The Unitarian Universalist Association passed a resolution at its general assembly in late June endorsing the Green New Deal resolution that Rep. Alexandria Ocasio-Cortez (D-N.Y.) and Sen. Ed Markey (D-Mass.) introduced in Congress five months ago. The main national organization for the egalitarian spiritual movement, which has over 1,000 churches in the U.S., vowed to “actively support the development of federal legislation to implement” the deal.
Days later, the national deliberative body of the United Church of Christ, a mainline Protestant sect with nearly 825,000 adherents and close to 4,900 congregations across the United States, also voted to endorse the Green New Deal. It called the policy framework “what is needed to preserve and restore God’s great gift of creation.”
Last week, Young Evangelicals for Climate Action, a youth organization within one of Protestantism’s most traditionally conservative denominations, praised what it called the Green New Deal’s “biblical principles” and pledged to work “toward translating these … into viable, bipartisan bills.”
The announcements bring new momentum to the effort to advance a sweeping national industrial plan to eliminate planet-warming emissions and provide millions of Americans with good-paying jobs that fortify infrastructure and build renewable energy ― at a moment when that plan is facing fierce opposition. The religious endorsements could give the Green New Deal appeal in conservative districts as activists urge 2020 candidates to adopt its framework.
“You’ve got everyone from the Unitarian Universalists to the young evangelicals,” said Rev. Brooks Berndt, a 42-year-old United Church of Christ minister in the Cleveland area. “That’s quite a spectrum.”
Roughly 70% of the U.S. population identifies as Christian. Throughout American history, Christian clergy have taken leading roles in progressive social movements. They championed the rights of workers and immigrants amid the nation’s chaotic 19th-century boom. During the civil rights era, the Rev. Martin Luther King Jr. frequently cited the Bible to highlight the immorality of racism and spent his final years crusading against laws that preserved the poverty he saw as antithetical to the teachings of Jesus Christ.
When the so-called culture war shifted to fights over evolution, abortion and LGBTQ rights, a new generation of religious hardliners with national TV platforms forged a powerful conservative voting bloc. In the mid-2000s, as the oil industry’s propaganda denying climate science became a main Republican Party line, those voters adopted a similar stance.
When the Pew Research Center polled different Christian sects in 2015 on climate change, white evangelicals were the least likely, at 28%, to recognize that the planet is warming due to human actions. That compared to 41% of white mainline Protestants, 45% of white Catholics, 56% of black Protestants and 77% of Hispanic Catholics.
Yet the number of actual Christian deniers has plummeted over the past four years as mounting natural disasters, increasingly grave scientific forecasts and a rapidly growing political movement erase doubt over the cause of planetary changes. And new research published last week shows that religious messaging on climate resonates with Christians who already understand the crisis.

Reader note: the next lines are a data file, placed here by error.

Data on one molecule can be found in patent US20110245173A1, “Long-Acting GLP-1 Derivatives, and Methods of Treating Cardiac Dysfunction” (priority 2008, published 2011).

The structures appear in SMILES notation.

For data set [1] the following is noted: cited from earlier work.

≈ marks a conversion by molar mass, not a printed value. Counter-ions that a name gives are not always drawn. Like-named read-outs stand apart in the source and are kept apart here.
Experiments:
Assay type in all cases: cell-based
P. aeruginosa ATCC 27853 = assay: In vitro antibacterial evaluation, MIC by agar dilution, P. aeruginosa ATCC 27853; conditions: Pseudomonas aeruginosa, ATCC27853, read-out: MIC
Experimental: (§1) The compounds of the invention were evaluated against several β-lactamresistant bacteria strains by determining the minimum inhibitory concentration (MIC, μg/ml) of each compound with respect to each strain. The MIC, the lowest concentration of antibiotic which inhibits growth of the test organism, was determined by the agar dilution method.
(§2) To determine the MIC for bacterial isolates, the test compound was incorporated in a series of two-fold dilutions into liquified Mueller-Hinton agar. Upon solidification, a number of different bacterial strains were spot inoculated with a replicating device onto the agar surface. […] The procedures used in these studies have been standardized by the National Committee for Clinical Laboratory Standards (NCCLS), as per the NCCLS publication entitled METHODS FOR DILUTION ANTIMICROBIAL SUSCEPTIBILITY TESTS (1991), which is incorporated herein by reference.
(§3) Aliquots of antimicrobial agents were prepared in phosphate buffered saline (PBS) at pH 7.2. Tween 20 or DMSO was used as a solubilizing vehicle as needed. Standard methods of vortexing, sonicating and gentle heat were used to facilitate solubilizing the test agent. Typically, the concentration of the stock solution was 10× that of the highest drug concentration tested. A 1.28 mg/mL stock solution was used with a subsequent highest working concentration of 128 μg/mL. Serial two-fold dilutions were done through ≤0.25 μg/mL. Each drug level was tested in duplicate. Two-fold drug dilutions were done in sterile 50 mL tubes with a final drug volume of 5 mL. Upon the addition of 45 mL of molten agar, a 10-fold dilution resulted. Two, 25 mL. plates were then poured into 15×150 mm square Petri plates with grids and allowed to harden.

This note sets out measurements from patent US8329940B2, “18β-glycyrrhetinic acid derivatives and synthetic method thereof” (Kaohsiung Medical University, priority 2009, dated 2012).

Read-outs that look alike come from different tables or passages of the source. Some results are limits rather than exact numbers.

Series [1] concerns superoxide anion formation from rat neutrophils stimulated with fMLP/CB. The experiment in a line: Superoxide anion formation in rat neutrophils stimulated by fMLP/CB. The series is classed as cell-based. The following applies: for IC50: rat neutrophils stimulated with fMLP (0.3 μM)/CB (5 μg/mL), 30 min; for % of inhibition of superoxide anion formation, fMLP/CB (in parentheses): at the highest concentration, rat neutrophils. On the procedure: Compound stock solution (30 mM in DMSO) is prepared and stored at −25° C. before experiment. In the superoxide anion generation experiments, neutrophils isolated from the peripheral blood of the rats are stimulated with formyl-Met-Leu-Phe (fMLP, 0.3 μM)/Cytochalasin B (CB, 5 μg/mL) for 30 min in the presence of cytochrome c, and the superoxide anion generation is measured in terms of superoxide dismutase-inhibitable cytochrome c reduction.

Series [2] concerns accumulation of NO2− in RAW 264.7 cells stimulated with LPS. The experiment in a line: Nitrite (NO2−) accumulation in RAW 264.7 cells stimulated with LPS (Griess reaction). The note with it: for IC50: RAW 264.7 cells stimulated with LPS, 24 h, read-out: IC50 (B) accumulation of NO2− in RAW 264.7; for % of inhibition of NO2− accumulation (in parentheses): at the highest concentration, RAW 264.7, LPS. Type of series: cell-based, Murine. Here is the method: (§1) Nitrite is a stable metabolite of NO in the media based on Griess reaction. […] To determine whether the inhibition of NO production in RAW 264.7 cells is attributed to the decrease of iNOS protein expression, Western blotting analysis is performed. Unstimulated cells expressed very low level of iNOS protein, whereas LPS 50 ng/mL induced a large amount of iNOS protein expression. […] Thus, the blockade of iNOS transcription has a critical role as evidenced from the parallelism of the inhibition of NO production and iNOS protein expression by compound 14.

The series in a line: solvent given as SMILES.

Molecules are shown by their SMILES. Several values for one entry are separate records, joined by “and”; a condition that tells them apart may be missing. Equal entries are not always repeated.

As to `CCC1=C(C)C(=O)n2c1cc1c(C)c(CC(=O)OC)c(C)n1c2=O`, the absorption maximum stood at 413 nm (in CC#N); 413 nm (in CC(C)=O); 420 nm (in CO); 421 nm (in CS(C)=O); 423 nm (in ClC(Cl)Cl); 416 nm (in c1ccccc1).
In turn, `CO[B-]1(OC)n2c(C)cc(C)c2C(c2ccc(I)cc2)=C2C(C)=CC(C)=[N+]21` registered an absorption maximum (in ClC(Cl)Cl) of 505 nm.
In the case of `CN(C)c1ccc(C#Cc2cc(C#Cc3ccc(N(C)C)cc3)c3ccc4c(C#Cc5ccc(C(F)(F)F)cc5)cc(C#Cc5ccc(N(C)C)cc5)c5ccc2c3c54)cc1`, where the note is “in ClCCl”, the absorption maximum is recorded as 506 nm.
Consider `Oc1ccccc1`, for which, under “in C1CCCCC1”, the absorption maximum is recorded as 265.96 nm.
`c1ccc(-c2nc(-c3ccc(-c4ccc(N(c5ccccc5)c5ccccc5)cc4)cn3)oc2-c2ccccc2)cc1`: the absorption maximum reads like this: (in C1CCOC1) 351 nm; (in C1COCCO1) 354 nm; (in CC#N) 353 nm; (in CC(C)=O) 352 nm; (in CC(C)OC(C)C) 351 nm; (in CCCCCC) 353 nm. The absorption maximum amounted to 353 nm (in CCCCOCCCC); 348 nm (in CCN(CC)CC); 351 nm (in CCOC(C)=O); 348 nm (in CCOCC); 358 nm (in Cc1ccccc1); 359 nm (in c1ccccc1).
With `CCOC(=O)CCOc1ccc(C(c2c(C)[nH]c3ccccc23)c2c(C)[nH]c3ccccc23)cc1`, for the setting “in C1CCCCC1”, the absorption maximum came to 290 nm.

Providing “a better life for our children and grandchildren” came out as the top motivation among Christians and non-Christians to reduce planet-warming emissions, according to the study published in the journal Science Communication. But Christian respondents said they were also inspired by a need to “protect God’s creation.”
“[T]his research suggests that moral, religious, and social normative frames can be effective ways to engage Christians in the issue of climate change,” Anthony Leiserowitz, director of the Yale Program on Climate Change Communication and a co-author of the study, wrote in an email newsletter last week.
In 2015, Pope Francis, the leader of the worldwide Roman Catholic Church, released an encyclical ― titled “Laudato si’,” or “Be praised” ― outlining the theological case for combating climate change. The pope has repeatedly sermonized against the inaction on what he last month declared a “climate emergency,” calling the failure to reduce greenhouse gases “a brutal act of injustice toward the poor and future generations.” He has not, however, endorsed the Green New Deal, even as the idea is gaining traction in Europe, Canada and elsewhere.
Climate change, said evangelical Rev. Kyle Meyaard-Schaap, is “first a biblical, moral and gospel issue, rather than first a political issue.” As such, Young Evangelicals for Social Action decided not to endorse the Green New Deal resolution outright, lest the group alienate the conservative co-religionists it aims to influence.
“Rather than signaling which side of the tribal fight we’re on, we wanted to rise above that and set a lot of that aside and reflect that the Green New Deal actually reflects biblical principles,” said Meyaard-Schaap, 30, of Grand Rapids, Michigan. “We’re leveraging within our community the disaffection among young people with … the way in which our faith has become weaponized as a political tool.”
Yet, for others, the latest string of endorsements are less about the redirection of entrenched institutions than about the political diversity of American Christianity.
“There’s no doubt that certain elements of Christianity have been hijacked by forces that are really antithetical to justice and the gospel,” said Berndt, who serves as an environmental justice minister in the United Church of Christ. “There’s a long history of Christianity, back to the Roman Empire, where there’s faith that gets co-opted by empire and faith that forms resistance to empire.”
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